Great to include those options, because I think you'll notice why each site uses a particular choice. Let's break it down.

Twitter is notoriously up against a "What is twitter? How do I use it? Why should I use it?" problem. You'll notice that their design pretty much represents this. Your screenshot didn't include it, but I know below that header they have a bunch of grid-like stories laid out to try to communicate what Twitter is all about. That's great for them, and they're using their real estate most likely in the best way possible. I think you're right though, still requiring a click for either sign up or log in is harsh. They might have laid out the login fields for users who already have accounts and save them the grief.

Evernote. Chances are that if a user made it to this page, they have heard about evernote somehow and what Evernote needs to do is sign users up. They are in total "grow the base" mode and would love your email more than anything so they can continue to send you email campaigns and explain the power of Evernote to you. Defaulting to "Sign up" is a business reason, but they are going to annoy their users who have accounts, which is why I understand your desire to the merged form.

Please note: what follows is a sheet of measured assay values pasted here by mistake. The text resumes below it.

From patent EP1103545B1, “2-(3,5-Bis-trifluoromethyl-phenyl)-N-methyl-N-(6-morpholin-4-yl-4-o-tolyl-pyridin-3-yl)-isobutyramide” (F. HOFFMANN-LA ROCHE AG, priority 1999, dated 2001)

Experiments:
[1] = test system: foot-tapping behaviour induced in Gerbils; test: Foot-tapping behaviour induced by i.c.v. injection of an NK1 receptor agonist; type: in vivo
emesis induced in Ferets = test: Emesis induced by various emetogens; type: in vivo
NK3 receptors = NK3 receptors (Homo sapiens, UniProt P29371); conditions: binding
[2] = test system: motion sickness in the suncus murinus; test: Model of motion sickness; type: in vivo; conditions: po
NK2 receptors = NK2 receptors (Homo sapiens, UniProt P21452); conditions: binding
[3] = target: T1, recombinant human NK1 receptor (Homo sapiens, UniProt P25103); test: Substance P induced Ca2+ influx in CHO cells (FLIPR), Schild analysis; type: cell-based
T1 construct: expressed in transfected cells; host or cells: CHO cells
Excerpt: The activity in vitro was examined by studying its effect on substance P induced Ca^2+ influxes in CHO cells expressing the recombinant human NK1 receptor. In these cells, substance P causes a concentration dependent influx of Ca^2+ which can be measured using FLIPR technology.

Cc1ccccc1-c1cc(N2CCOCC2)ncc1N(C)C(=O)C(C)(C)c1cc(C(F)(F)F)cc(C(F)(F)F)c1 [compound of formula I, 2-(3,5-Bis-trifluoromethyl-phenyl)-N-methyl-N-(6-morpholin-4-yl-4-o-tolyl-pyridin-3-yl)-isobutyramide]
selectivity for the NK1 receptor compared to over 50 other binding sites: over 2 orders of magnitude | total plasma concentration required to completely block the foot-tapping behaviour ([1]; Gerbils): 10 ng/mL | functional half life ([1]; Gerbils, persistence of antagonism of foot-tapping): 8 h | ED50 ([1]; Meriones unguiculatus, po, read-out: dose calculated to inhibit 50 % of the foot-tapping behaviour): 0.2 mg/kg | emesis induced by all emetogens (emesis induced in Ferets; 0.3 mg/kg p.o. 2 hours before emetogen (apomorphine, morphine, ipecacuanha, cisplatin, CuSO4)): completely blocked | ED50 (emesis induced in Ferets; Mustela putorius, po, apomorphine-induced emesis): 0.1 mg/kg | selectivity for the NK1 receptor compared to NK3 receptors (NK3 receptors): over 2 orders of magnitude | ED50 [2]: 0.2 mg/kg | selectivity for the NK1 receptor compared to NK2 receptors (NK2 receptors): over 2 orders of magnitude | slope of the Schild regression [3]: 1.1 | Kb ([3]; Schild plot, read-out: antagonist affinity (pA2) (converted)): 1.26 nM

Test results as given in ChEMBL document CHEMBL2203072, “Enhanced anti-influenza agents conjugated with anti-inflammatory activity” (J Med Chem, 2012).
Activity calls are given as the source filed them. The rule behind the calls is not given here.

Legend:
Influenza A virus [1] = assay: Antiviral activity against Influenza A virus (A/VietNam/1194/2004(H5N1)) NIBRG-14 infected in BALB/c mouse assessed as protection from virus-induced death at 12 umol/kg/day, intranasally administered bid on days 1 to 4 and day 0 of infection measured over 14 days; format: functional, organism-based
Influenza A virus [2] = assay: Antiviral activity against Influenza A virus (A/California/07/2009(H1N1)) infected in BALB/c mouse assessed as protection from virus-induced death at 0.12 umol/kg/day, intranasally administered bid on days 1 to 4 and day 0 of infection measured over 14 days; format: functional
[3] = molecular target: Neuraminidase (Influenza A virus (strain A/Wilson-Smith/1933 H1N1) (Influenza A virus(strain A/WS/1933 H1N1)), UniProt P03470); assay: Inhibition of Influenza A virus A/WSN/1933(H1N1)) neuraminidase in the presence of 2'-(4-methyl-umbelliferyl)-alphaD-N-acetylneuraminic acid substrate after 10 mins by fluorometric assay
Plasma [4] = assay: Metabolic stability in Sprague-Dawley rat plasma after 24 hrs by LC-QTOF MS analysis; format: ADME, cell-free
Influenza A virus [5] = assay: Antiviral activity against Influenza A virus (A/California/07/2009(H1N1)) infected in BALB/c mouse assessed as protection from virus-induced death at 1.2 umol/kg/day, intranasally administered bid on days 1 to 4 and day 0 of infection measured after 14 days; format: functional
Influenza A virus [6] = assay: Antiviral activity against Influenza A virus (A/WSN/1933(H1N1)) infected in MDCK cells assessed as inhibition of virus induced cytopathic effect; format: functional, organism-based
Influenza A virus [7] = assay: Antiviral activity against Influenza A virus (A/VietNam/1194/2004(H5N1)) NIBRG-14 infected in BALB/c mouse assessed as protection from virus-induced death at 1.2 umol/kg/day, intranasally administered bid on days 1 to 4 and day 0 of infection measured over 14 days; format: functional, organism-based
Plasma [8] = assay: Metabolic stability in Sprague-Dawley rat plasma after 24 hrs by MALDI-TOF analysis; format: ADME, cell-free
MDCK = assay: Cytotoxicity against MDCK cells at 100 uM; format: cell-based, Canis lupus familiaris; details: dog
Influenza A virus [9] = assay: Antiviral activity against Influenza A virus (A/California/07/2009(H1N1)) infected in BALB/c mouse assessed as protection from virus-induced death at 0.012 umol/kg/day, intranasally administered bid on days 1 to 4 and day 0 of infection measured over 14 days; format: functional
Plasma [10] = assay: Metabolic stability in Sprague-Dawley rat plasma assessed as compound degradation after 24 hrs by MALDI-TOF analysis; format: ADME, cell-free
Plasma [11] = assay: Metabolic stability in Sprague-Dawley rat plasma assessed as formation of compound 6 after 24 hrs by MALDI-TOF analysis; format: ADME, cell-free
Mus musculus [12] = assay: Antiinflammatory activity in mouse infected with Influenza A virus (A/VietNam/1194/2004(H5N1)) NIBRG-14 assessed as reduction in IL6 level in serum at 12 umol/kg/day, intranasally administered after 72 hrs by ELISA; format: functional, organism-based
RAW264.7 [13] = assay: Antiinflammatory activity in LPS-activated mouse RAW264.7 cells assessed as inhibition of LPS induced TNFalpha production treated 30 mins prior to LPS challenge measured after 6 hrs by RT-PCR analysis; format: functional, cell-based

Facebook. Such a good example. Most of the online world has an account these days, so they cannot play any games with making it hard for their users to login. That all makes sense, users can use the top login fields without any extra clicks. If not, new users can create an account in the prominent and very visually different UI.

I would recommend something like this for your case. Use Facebook's template and the room on the left-hand side as a way to include your product highlights/features. There have actually been studies to indicate that following Facebook's design, overwhelmingly, because it is just so familiar to people actually makes for better usability.